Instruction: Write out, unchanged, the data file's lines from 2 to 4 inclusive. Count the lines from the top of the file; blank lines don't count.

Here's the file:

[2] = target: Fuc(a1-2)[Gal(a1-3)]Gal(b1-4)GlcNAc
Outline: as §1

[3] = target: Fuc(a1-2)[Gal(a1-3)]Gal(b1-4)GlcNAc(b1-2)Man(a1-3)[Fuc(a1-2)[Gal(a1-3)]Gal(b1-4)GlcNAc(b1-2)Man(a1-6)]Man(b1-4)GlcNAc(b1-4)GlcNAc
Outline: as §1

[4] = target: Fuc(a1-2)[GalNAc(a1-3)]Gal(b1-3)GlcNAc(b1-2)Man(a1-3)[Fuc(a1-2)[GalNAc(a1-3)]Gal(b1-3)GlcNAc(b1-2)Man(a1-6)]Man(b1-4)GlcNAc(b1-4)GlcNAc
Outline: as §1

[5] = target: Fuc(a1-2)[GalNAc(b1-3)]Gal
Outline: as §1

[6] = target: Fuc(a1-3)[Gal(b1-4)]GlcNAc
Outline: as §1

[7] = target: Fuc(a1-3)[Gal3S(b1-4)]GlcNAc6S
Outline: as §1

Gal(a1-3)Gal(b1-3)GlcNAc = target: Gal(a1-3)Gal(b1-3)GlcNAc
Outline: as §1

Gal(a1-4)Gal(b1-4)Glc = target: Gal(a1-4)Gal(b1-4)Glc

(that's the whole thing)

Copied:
Outline: as §1

[3] = target: Fuc(a1-2)[Gal(a1-3)]Gal(b1-4)GlcNAc(b1-2)Man(a1-3)[Fuc(a1-2)[Gal(a1-3)]Gal(b1-4)GlcNAc(b1-2)Man(a1-6)]Man(b1-4)GlcNAc(b1-4)GlcNAc
Outline: as §1